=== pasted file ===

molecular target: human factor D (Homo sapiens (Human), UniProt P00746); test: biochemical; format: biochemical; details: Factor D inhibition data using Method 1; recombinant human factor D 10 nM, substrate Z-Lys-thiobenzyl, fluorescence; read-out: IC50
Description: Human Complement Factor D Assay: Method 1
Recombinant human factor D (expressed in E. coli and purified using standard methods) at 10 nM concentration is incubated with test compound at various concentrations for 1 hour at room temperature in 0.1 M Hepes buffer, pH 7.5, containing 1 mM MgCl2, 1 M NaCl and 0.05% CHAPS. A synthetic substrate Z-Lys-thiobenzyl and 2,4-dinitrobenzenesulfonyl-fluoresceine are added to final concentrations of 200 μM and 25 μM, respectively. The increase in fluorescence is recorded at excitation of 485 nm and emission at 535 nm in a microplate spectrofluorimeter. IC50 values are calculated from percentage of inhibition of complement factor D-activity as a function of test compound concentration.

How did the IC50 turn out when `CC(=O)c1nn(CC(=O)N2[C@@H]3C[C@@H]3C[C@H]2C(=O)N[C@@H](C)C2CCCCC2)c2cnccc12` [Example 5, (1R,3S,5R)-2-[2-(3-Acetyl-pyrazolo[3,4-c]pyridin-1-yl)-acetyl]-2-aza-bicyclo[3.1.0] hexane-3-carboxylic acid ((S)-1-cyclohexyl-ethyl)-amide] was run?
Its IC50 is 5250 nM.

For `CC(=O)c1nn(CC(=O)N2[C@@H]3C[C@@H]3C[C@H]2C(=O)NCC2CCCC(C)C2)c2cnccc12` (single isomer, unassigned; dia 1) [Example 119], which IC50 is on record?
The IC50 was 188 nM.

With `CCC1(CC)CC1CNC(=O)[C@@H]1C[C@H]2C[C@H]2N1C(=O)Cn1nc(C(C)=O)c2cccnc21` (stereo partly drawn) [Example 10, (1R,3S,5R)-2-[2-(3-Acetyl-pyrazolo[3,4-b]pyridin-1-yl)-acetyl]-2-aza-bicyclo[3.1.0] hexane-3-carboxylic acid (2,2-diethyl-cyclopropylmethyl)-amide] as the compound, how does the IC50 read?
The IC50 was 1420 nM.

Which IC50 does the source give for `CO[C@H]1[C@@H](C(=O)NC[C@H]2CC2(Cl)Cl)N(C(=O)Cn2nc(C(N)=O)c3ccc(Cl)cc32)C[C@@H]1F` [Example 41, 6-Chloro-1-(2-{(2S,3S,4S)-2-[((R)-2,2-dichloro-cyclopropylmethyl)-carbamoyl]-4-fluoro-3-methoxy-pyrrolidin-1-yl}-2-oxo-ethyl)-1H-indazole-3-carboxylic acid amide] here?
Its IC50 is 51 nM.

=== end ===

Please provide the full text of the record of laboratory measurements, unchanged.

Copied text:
molecular target: human factor D (Homo sapiens (Human), UniProt P00746); test: biochemical; format: biochemical; details: Factor D inhibition data using Method 1; recombinant human factor D 10 nM, substrate Z-Lys-thiobenzyl, fluorescence; read-out: IC50
Description: Human Complement Factor D Assay: Method 1
Recombinant human factor D (expressed in E. coli and purified using standard methods) at 10 nM concentration is incubated with test compound at various concentrations for 1 hour at room temperature in 0.1 M Hepes buffer, pH 7.5, containing 1 mM MgCl2, 1 M NaCl and 0.05% CHAPS. A synthetic substrate Z-Lys-thiobenzyl and 2,4-dinitrobenzenesulfonyl-fluoresceine are added to final concentrations of 200 μM and 25 μM, respectively. The increase in fluorescence is recorded at excitation of 485 nm and emission at 535 nm in a microplate spectrofluorimeter. IC50 values are calculated from percentage of inhibition of complement factor D-activity as a function of test compound concentration.

How did the IC50 turn out when `CC(=O)c1nn(CC(=O)N2[C@@H]3C[C@@H]3C[C@H]2C(=O)N[C@@H](C)C2CCCCC2)c2cnccc12` [Example 5, (1R,3S,5R)-2-[2-(3-Acetyl-pyrazolo[3,4-c]pyridin-1-yl)-acetyl]-2-aza-bicyclo[3.1.0] hexane-3-carboxylic acid ((S)-1-cyclohexyl-ethyl)-amide] was run?
Its IC50 is 5250 nM.

For `CC(=O)c1nn(CC(=O)N2[C@@H]3C[C@@H]3C[C@H]2C(=O)NCC2CCCC(C)C2)c2cnccc12` (single isomer, unassigned; dia 1) [Example 119], which IC50 is on record?
The IC50 was 188 nM.

With `CCC1(CC)CC1CNC(=O)[C@@H]1C[C@H]2C[C@H]2N1C(=O)Cn1nc(C(C)=O)c2cccnc21` (stereo partly drawn) [Example 10, (1R,3S,5R)-2-[2-(3-Acetyl-pyrazolo[3,4-b]pyridin-1-yl)-acetyl]-2-aza-bicyclo[3.1.0] hexane-3-carboxylic acid (2,2-diethyl-cyclopropylmethyl)-amide] as the compound, how does the IC50 read?
The IC50 was 1420 nM.

Which IC50 does the source give for `CO[C@H]1[C@@H](C(=O)NC[C@H]2CC2(Cl)Cl)N(C(=O)Cn2nc(C(N)=O)c3ccc(Cl)cc32)C[C@@H]1F` [Example 41, 6-Chloro-1-(2-{(2S,3S,4S)-2-[((R)-2,2-dichloro-cyclopropylmethyl)-carbamoyl]-4-fluoro-3-methoxy-pyrrolidin-1-yl}-2-oxo-ethyl)-1H-indazole-3-carboxylic acid amide] here?
Its IC50 is 51 nM.